• 37% Large Cap (14.9% of total net assets)
    • 7% Small Cap (2.7% of total net assets)
    • 29% International (11.8% of total net assets)
    • 16% Emerging Markets (6.5% of total net assets)
    • 8% Short Term Bonds (3.1% of total net assets)
    • 4% Crowd Funded Real Estate (1.5% of total net assets)

An even lower percentage of my total assets are in retirement accounts now than at the last update, currently at 34%. When I initially started investing so heavily in my retirement accounts, I was a little worried about having that money locked up and having to use a Roth conversion ladder to access it, but that looks like it’s not going to be much of a concern. With almost 2/3rds of my assets in either taxable brokerage accounts, cash, or personal loans, I’ll have plenty of money to fund my early retirement without having to tap into those retirement accounts. I may still utilize a Roth conversion ladder in the future though depending on how income from this website and Travel Therapy Mentor change over time, as well as how much I choose to work as a physical therapist each year. So far, I’ve only worked 10 weeks in the last year and a half though, so I probably won’t be bringing in much income from traditional employment in the future, but who knows maybe I’ll change my mind at some point. Also of that 34% in retirement accounts, 13% of those investments are Roth contributions that can be withdrawn at any time if needed. That’s not a huge amount, but in a worse case scenario I could withdraw those funds early if needed.

Actual Investment Allocation

Now let’s break things down one more time into percentages of which asset classes I actually have money invested. This will probably be the most useful for me in determining where to allocate upcoming and future investments.

  • Investments:
    • 27.6% Domestic Large Cap (23.5% of total net assets)
    • 10.5% Domestic Mid Cap (9.0% of total net assets)
    • 13.8% Domestic Small Cap (11.8% of total net assets)
    • 1.3% Precious Metals (1.2% of total net assets)
    • 3.6% Short Term Bonds (3.1% of total net assets)
    • 13.8% International Equities (11.8% of total net assets)
    • 11.0% Emerging Market Equities (9.4% of total net assets)
    • 5.1% Real Estate- REITs and Crowded Funded (4.4% of total net assets)
    • 13.1% Personal Loans (11.2% of total net assets)
  • Cash:
    • 100% High Yield Savings (14.6% of total net assets)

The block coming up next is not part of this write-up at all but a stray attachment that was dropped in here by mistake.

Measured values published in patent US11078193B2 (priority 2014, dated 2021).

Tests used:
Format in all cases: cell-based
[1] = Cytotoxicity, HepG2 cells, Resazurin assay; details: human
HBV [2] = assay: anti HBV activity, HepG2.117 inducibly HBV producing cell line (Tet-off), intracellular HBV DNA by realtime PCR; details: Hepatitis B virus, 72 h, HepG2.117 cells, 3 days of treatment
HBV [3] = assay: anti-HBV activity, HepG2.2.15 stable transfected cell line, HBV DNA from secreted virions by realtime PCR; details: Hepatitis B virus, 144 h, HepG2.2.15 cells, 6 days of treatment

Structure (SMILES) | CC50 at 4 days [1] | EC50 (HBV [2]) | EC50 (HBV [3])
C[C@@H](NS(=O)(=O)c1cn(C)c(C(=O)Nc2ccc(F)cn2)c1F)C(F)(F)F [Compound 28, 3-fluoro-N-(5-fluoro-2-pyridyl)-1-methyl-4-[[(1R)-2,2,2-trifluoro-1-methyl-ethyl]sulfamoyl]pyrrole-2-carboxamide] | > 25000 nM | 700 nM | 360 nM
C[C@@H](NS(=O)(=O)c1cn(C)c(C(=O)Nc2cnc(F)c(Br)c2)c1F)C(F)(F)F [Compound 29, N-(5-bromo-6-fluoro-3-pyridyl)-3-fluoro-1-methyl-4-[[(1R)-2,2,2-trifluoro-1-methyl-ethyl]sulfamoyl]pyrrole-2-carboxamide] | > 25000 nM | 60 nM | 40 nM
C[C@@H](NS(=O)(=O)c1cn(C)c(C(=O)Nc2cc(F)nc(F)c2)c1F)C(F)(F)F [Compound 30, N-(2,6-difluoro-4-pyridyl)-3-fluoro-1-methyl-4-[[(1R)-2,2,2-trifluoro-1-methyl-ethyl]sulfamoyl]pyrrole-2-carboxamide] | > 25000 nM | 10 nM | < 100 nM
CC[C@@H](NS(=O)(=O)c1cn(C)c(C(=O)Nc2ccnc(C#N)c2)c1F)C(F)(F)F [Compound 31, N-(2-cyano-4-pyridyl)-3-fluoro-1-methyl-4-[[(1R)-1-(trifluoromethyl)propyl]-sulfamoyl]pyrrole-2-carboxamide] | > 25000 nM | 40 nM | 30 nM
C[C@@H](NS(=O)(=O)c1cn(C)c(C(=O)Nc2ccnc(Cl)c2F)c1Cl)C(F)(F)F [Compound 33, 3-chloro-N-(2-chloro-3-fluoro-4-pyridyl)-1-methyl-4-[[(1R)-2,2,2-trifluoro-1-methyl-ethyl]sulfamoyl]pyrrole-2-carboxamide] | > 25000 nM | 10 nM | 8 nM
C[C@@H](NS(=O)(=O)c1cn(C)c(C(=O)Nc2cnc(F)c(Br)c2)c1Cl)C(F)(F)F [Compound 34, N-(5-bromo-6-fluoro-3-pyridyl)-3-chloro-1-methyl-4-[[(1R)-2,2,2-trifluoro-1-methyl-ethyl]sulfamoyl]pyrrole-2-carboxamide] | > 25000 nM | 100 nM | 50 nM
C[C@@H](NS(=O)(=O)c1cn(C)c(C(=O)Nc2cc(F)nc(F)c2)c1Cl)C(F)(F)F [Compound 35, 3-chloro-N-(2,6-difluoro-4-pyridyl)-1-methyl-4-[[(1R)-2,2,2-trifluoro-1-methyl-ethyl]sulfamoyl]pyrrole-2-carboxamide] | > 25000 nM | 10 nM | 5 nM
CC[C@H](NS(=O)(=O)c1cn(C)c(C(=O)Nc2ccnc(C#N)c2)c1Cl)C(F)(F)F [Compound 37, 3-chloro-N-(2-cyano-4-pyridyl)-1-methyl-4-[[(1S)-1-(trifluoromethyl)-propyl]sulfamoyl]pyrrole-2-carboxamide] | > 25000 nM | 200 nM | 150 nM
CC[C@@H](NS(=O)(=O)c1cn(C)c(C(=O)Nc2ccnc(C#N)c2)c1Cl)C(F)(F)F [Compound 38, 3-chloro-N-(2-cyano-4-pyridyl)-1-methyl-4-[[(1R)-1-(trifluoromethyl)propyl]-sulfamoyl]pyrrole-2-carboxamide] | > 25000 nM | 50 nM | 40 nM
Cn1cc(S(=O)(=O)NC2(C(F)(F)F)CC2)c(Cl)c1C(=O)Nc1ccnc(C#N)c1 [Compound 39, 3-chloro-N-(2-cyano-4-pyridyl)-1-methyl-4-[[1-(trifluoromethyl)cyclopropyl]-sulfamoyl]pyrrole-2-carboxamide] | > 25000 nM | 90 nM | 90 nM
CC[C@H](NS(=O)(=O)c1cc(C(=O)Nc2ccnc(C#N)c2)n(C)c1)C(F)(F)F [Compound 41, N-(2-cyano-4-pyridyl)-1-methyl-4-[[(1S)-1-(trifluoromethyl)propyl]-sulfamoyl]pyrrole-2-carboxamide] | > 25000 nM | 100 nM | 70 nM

This asset allocation is probably more complicated than it needs to be, and I should really simplify things in the coming months. Some of this complication is due to me having not rolled over my 401k into a traditional IRA yet, which leaves me with limited fund options for that portion of my portfolio. Once I roll that money over, I’ll be able to make some changes to the funds that I’m invested in. I’m not crazy about the prospects of bonds right now, which is why my allocation there is so low. I’d rather have extra cash in my high yield savings account than to put more money in bonds. As you can see, I clearly have too much money in my cash accounts and it’s growing each month, but with my uncertainty in bonds and my limited allocation there, the high yield savings accounts will help my portfolio significantly in the event of a bear market.

What’s your current asset allocation look like? Are you staying on track with your target allocations? Leave a comment below and let me know or send me a message!

2 thoughts on “Current Asset Allocation: November 2019

  1. I actually haven’t taken the time yet to consolidate my 2 accounts (TSP & Vanguard) so I’ll have to guestimate! I have a strong tilt towards small-cap and am trying to hit the value premium in the funds available to me in retirement accounts (the S Fund in the TSP) and I love the VTMSX from Vanguard. So I’m about 35% small cap, 40% large cap, 20% sector fund (REIT and Vanguard’s healthcare sector fund), and ~5% international but looking to do better in this area. That’s it!

    Liked by 1 person